Successful investing has no secret formula. Since financial statements are basic tools of fundamental analysis, it is important to be able to read and analyze them.
Whether the interest rate movements are caused by Federal Reserve actions, economic conditions or inflation fears, the impact on the bond investor is the same: Rising interest rates reduce existing bond values and falling interest rates increase existing bond values.
Seems simple enough.
But how will your bond investments be affected by changes in interest rates?
Since bonds differ by maturity, coupon rate, type of issuer and other factors, figuring out how your bond or bond portfolio will be affected by interest rate changes can be complex. Fortunately, you don't need a math degree to understand the basic concepts. Here are some simple guidelines for judging the price volatility of your bonds.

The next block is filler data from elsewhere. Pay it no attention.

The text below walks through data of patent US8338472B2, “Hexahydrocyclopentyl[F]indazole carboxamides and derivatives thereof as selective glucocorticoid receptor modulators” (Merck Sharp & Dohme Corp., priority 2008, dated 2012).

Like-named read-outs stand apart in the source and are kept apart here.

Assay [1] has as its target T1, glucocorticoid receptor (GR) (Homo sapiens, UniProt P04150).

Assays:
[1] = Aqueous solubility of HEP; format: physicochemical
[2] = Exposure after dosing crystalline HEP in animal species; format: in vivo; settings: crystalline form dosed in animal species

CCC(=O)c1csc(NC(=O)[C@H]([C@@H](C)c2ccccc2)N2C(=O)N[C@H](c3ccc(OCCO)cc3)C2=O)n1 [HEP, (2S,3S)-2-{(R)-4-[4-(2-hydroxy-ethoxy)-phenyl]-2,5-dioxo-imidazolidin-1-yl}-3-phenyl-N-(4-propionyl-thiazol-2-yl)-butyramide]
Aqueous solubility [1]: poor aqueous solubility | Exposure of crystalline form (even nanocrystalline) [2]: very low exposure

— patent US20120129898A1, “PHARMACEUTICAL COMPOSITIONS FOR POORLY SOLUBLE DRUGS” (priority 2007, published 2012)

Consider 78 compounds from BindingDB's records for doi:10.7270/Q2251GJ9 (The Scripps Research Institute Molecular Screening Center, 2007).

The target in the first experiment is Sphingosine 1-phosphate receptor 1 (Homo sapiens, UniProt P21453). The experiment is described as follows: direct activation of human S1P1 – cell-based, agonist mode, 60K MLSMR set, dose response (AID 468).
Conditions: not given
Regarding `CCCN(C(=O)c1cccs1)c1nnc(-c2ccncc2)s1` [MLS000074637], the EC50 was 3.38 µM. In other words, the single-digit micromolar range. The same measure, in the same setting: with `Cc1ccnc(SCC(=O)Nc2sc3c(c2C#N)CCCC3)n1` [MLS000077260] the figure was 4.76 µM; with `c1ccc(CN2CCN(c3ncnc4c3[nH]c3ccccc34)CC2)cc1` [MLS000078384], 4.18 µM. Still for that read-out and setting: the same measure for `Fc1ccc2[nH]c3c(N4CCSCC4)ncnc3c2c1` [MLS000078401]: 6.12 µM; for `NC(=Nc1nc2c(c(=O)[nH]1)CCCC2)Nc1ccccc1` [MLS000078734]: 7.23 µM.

The price that a bond sells for in the market today is the sum of all future cash flows, discounted in value because they are not available today. A dollar tomorrow is worth less to you than a dollar today. The discount rate used is the rate of interest prevailing in the...
Life cycle funds are marketed as a maintenance-free way for individuals to invest for retirement. They were created under the assumption that many individuals needed a one-stop investment vehicle that properly rebalances their portfolios over their investment lives, as their investment needs change. Typically, in an individual’s younger years, riskier but higher-return potential assets should be emphasized, but as the individual approaches retirement, the percentage commitment to these types...
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